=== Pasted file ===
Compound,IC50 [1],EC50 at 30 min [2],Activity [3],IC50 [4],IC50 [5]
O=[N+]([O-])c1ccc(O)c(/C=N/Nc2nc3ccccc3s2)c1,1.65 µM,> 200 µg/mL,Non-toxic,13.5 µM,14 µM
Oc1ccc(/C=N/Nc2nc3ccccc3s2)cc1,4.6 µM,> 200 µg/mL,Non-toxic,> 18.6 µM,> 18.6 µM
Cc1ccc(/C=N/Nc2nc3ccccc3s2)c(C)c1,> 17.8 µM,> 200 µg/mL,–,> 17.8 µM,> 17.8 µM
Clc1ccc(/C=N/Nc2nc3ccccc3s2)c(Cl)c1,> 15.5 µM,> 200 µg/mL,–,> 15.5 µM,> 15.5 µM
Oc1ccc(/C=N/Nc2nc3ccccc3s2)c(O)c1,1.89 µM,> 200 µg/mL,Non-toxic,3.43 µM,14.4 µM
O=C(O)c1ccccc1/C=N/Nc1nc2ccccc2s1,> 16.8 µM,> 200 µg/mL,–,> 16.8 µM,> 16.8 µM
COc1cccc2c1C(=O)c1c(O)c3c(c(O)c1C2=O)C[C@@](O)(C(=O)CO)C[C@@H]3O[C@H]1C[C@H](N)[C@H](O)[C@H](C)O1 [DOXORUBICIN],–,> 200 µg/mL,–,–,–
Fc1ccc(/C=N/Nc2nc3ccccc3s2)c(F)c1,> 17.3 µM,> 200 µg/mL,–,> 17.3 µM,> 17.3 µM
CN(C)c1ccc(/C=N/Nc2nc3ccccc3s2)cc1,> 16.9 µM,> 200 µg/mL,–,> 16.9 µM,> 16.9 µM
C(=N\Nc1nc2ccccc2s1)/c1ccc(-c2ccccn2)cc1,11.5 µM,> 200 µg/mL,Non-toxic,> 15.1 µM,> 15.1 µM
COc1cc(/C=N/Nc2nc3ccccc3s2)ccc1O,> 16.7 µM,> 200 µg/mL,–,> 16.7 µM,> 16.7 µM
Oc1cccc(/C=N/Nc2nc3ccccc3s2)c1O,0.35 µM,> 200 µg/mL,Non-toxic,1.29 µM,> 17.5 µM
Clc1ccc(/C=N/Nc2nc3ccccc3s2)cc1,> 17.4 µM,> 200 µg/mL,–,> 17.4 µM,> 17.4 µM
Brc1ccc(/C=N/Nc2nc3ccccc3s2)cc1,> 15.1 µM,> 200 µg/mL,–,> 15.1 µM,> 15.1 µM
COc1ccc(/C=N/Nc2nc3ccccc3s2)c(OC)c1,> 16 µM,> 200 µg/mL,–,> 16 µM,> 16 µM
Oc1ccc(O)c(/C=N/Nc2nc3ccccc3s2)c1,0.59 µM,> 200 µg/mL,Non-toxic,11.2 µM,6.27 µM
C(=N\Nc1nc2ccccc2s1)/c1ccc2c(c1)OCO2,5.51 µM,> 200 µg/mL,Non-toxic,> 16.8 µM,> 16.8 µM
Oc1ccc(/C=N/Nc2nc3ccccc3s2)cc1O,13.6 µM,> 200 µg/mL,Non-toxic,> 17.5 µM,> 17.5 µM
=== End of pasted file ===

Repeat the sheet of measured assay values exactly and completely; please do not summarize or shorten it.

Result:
Compound,IC50 [1],EC50 at 30 min [2],Activity [3],IC50 [4],IC50 [5]
O=[N+]([O-])c1ccc(O)c(/C=N/Nc2nc3ccccc3s2)c1,1.65 µM,> 200 µg/mL,Non-toxic,13.5 µM,14 µM
Oc1ccc(/C=N/Nc2nc3ccccc3s2)cc1,4.6 µM,> 200 µg/mL,Non-toxic,> 18.6 µM,> 18.6 µM
Cc1ccc(/C=N/Nc2nc3ccccc3s2)c(C)c1,> 17.8 µM,> 200 µg/mL,–,> 17.8 µM,> 17.8 µM
Clc1ccc(/C=N/Nc2nc3ccccc3s2)c(Cl)c1,> 15.5 µM,> 200 µg/mL,–,> 15.5 µM,> 15.5 µM
Oc1ccc(/C=N/Nc2nc3ccccc3s2)c(O)c1,1.89 µM,> 200 µg/mL,Non-toxic,3.43 µM,14.4 µM
O=C(O)c1ccccc1/C=N/Nc1nc2ccccc2s1,> 16.8 µM,> 200 µg/mL,–,> 16.8 µM,> 16.8 µM
COc1cccc2c1C(=O)c1c(O)c3c(c(O)c1C2=O)C[C@@](O)(C(=O)CO)C[C@@H]3O[C@H]1C[C@H](N)[C@H](O)[C@H](C)O1 [DOXORUBICIN],–,> 200 µg/mL,–,–,–
Fc1ccc(/C=N/Nc2nc3ccccc3s2)c(F)c1,> 17.3 µM,> 200 µg/mL,–,> 17.3 µM,> 17.3 µM
CN(C)c1ccc(/C=N/Nc2nc3ccccc3s2)cc1,> 16.9 µM,> 200 µg/mL,–,> 16.9 µM,> 16.9 µM
C(=N\Nc1nc2ccccc2s1)/c1ccc(-c2ccccn2)cc1,11.5 µM,> 200 µg/mL,Non-toxic,> 15.1 µM,> 15.1 µM
COc1cc(/C=N/Nc2nc3ccccc3s2)ccc1O,> 16.7 µM,> 200 µg/mL,–,> 16.7 µM,> 16.7 µM
Oc1cccc(/C=N/Nc2nc3ccccc3s2)c1O,0.35 µM,> 200 µg/mL,Non-toxic,1.29 µM,> 17.5 µM
Clc1ccc(/C=N/Nc2nc3ccccc3s2)cc1,> 17.4 µM,> 200 µg/mL,–,> 17.4 µM,> 17.4 µM
Brc1ccc(/C=N/Nc2nc3ccccc3s2)cc1,> 15.1 µM,> 200 µg/mL,–,> 15.1 µM,> 15.1 µM
COc1ccc(/C=N/Nc2nc3ccccc3s2)c(OC)c1,> 16 µM,> 200 µg/mL,–,> 16 µM,> 16 µM
Oc1ccc(O)c(/C=N/Nc2nc3ccccc3s2)c1,0.59 µM,> 200 µg/mL,Non-toxic,11.2 µM,6.27 µM
C(=N\Nc1nc2ccccc2s1)/c1ccc2c(c1)OCO2,5.51 µM,> 200 µg/mL,Non-toxic,> 16.8 µM,> 16.8 µM
Oc1ccc(/C=N/Nc2nc3ccccc3s2)cc1O,13.6 µM,> 200 µg/mL,Non-toxic,> 17.5 µM,> 17.5 µM